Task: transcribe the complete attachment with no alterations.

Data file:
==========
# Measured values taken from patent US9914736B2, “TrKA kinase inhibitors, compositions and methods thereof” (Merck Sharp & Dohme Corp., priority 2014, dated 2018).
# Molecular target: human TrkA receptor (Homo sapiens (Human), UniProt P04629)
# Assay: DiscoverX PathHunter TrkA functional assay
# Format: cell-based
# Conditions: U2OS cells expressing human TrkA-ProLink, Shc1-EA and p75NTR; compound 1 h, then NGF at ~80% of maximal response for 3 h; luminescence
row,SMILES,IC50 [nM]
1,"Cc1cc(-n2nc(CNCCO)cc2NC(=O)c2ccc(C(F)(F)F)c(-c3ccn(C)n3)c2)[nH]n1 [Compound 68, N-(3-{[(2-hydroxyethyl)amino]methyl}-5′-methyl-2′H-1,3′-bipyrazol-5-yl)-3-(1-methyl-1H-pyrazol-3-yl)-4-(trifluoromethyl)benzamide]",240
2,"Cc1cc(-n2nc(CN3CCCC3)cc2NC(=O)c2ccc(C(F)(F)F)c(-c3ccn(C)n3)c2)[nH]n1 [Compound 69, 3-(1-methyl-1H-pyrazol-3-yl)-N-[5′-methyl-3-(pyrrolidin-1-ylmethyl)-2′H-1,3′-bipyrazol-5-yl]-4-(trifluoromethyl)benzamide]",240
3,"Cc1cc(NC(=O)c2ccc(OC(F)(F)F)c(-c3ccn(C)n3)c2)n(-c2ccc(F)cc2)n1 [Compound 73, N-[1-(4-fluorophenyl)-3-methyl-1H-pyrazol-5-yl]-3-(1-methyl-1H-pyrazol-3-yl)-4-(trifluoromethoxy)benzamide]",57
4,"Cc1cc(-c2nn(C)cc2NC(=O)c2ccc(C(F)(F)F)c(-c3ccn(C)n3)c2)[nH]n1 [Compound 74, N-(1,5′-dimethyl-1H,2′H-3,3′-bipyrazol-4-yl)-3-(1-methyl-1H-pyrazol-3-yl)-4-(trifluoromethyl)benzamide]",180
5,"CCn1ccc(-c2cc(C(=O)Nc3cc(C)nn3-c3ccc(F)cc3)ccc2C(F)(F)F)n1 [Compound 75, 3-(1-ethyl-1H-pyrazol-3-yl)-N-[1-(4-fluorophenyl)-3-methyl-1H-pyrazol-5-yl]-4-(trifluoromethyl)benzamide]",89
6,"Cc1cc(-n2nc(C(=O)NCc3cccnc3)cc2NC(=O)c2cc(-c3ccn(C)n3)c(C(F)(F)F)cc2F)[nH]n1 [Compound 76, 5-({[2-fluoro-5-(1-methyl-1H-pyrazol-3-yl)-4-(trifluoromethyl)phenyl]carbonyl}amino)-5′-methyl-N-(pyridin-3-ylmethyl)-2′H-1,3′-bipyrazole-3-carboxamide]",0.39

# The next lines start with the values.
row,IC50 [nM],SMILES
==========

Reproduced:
# Measured values taken from patent US9914736B2, “TrKA kinase inhibitors, compositions and methods thereof” (Merck Sharp & Dohme Corp., priority 2014, dated 2018).
# Molecular target: human TrkA receptor (Homo sapiens (Human), UniProt P04629)
# Assay: DiscoverX PathHunter TrkA functional assay
# Format: cell-based
# Conditions: U2OS cells expressing human TrkA-ProLink, Shc1-EA and p75NTR; compound 1 h, then NGF at ~80% of maximal response for 3 h; luminescence
row,SMILES,IC50 [nM]
1,"Cc1cc(-n2nc(CNCCO)cc2NC(=O)c2ccc(C(F)(F)F)c(-c3ccn(C)n3)c2)[nH]n1 [Compound 68, N-(3-{[(2-hydroxyethyl)amino]methyl}-5′-methyl-2′H-1,3′-bipyrazol-5-yl)-3-(1-methyl-1H-pyrazol-3-yl)-4-(trifluoromethyl)benzamide]",240
2,"Cc1cc(-n2nc(CN3CCCC3)cc2NC(=O)c2ccc(C(F)(F)F)c(-c3ccn(C)n3)c2)[nH]n1 [Compound 69, 3-(1-methyl-1H-pyrazol-3-yl)-N-[5′-methyl-3-(pyrrolidin-1-ylmethyl)-2′H-1,3′-bipyrazol-5-yl]-4-(trifluoromethyl)benzamide]",240
3,"Cc1cc(NC(=O)c2ccc(OC(F)(F)F)c(-c3ccn(C)n3)c2)n(-c2ccc(F)cc2)n1 [Compound 73, N-[1-(4-fluorophenyl)-3-methyl-1H-pyrazol-5-yl]-3-(1-methyl-1H-pyrazol-3-yl)-4-(trifluoromethoxy)benzamide]",57
4,"Cc1cc(-c2nn(C)cc2NC(=O)c2ccc(C(F)(F)F)c(-c3ccn(C)n3)c2)[nH]n1 [Compound 74, N-(1,5′-dimethyl-1H,2′H-3,3′-bipyrazol-4-yl)-3-(1-methyl-1H-pyrazol-3-yl)-4-(trifluoromethyl)benzamide]",180
5,"CCn1ccc(-c2cc(C(=O)Nc3cc(C)nn3-c3ccc(F)cc3)ccc2C(F)(F)F)n1 [Compound 75, 3-(1-ethyl-1H-pyrazol-3-yl)-N-[1-(4-fluorophenyl)-3-methyl-1H-pyrazol-5-yl]-4-(trifluoromethyl)benzamide]",89
6,"Cc1cc(-n2nc(C(=O)NCc3cccnc3)cc2NC(=O)c2cc(-c3ccn(C)n3)c(C(F)(F)F)cc2F)[nH]n1 [Compound 76, 5-({[2-fluoro-5-(1-methyl-1H-pyrazol-3-yl)-4-(trifluoromethyl)phenyl]carbonyl}amino)-5′-methyl-N-(pyridin-3-ylmethyl)-2′H-1,3′-bipyrazole-3-carboxamide]",0.39

# The next lines start with the values.
row,IC50 [nM],SMILES